I have been providing electronic courtroom presentation and database services since the field was first developed by Litigation Sciences, Inc. Introduced in 1991, the “Catalyst 2000” presentation system was first used in the Ralston Purina case. The equipment was primitive by today’s standards: a 286 computer with a whopping 8 MB of ram! The P.C. ran a hand-coded database which made the exhibits accessible by bar code. Video was handled by a Video Laser Disc player connected to the system with a large wiring harness that fed the audio, video, text, and charts to the monitors and speakers.
Since that time, I have worked extensively with Trial Director, Trial Pro, Visionary and Summation to organize and present evidence of every possible kind in over two hundred electronic trials, mediation and arbitration.
2010 – State of the Art: Predictive Coding
A great deal of discussion has taken place recently about a new form of document review that is taking the eDiscovery industry by storm: Predictive Coding. The reasons for this surge in interest are several – as discussed below – but the timing is not coincidental, as two major trends are colliding:
- The economics of traditional, linear review have become unsustainable
- The early returns from those employing Predictive Coding are nothing short of phenomenal and have given such early adopters a significant competitive advantage. Given the nascent stage of the Predictive Coding world, we thought the timing was right for a quick primer on what Predictive Coding is, what it isn’t, how it came to be and the problems it seeks to address.
Linear document review – where individual reviewers manually review and “code” documents ordered by date, keyword, custodian or other simple fashion – has been the accepted standard within the legal industry for decades. This was not a big deal when ESI volumes were measured in megabytes or even a few gigabytes; the explosion of data volumes over the past decade, however, has exposed traditional linear review as an exceedingly inefficient, costly and inconsistent approach to document review (which accounts for 60-70% of the costs of eDiscovery). There is simply so much data to be coded that the old model has become too slow and expensive to keep up. [Back in the early 90’s, we saw huge rooms full of coders, sometimes as many as one hundred, pouring over documents and hand-keying every single document; not the greatest jobs in the world either].
The Problems with Linear Document Review:
- False Positives – (i.e. irrelevant, unresponsive, or both), yet they are still reviewed by an attorney, which racks up huge amounts of unnecessary costs.
- Documents are typically not organized by topic which forces reviewers to jump from topic to topic, slowing down the process and leading to inaccurate results.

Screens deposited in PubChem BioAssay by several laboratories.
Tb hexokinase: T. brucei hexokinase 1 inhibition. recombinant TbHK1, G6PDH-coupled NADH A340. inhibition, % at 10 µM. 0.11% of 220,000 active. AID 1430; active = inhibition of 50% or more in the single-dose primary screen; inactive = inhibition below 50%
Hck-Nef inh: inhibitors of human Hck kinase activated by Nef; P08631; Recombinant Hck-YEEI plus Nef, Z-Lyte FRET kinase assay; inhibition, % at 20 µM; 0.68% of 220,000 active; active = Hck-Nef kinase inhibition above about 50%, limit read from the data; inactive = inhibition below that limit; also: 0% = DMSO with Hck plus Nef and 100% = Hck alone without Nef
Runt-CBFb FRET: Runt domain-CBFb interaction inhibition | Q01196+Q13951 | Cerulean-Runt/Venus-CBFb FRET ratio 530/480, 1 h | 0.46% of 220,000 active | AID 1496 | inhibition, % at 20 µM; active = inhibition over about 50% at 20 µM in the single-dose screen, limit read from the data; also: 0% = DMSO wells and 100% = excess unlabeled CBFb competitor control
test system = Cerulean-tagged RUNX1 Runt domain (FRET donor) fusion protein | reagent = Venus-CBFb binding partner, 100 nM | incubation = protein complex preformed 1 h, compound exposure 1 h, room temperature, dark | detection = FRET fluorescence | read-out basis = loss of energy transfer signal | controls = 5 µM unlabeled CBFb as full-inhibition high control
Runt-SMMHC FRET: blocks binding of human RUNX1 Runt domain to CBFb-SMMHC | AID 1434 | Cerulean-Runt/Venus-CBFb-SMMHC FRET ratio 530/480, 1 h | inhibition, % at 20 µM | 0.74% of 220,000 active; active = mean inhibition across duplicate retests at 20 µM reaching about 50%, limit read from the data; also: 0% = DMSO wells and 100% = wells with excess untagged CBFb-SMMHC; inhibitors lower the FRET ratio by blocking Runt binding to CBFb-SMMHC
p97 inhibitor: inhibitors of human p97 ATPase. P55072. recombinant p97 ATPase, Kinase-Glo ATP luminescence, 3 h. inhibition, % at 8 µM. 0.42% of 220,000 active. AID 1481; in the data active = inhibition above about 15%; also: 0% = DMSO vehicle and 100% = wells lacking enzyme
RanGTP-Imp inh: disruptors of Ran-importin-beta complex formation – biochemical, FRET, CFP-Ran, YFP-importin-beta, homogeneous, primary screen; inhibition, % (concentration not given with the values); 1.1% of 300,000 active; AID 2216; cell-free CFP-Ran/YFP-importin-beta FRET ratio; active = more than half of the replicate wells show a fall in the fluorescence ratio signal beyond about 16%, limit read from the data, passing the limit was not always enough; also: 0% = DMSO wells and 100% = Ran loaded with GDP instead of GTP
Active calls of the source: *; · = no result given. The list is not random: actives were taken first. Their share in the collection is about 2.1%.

- Documents aren’t prioritized in any way (i.e. from most important to least important) so reviewers can miss key documents. A
- Finally, because individual attorneys typically know little about a case’s substance, multiple “passes” must be made over the same documents based on the substance of a particular review (i.e. a first pass for relevance, a second for responsiveness, a third for relationship to a substantive category, etc.). Add it all up and one is left with a woefully outdated and extremely expensive approach that is rapidly falling out of favor with clients and outside counsel.
A Plug for some very good software: Sanction & Verdical
Sanction has been in common use since it was first introduced in 1999 and is renowned for its excellent video playback and editing functions.
- Support for both standard legal industry utilized TIF Images and PDF Files.
- Importing and accessing OCR (Optical Character Recognition) from embedded PDF files.
- The internal capacity to create and access OCR from existing TIF Image formats or to import using Industry-Standard OCR Imports.
- Full support of numerous Industry-Standard load file formats for simplified case creation.
- Simplified and easy creation of precise and focused Video Designations – often in three mouse clicks.
- The functionality to import and play back standard DVD format files, along with playback of MPEG-2/4 encoded files.
- Extensive integrations with many leading Litigation Support Applications, such as Summation, Concordance, and Trial Director.
- The efficient creation of time-stamped synchronizations from transcripts of and video files from depositions.
- Bates Numbering, Exhibit Stamping and Printing of evidence electronically.
- Easy adjustment and adaptation of presentation evidence using simple keystrokes in customized formats.
- A suite of digital annotation tools for use in Presentation Mode facilitating enhancements to the evidence displayed.
- Supports both standard legal industry utilized TIF images and PDF files.
- Import and access OCR from embedded PDF files.
- Create and access OCR from existing TIF image formats or import through industry-standard OCR imports.
- Supports industry-standard load file formats for simplified case creation.
- Produce and track sets of document production including exhibit stamping and redaction.
- Enhanced organizational abilities with document and case Management through an extensive suite of enhancement tools.
- Create precise and focused Video Designations easily.
- Import and playback standard DVD format files, along with playback of MPEG-2/4 encoded files.
- Track, code and report within transcripts via specific and focused issue designations.
- Color coded reporting capabilities designed to simplify transcript designation creation and review abilities.
- Bates number, exhibit stamp and print evidence electronically.
- Adjust and adapt displayed evidence, via simple keystrokes, in user-created presentations.
- Enhance evidence presentation with a suite of annotation tools.
- Present and manage evidence presentation through advanced Lectern Presentation Mode.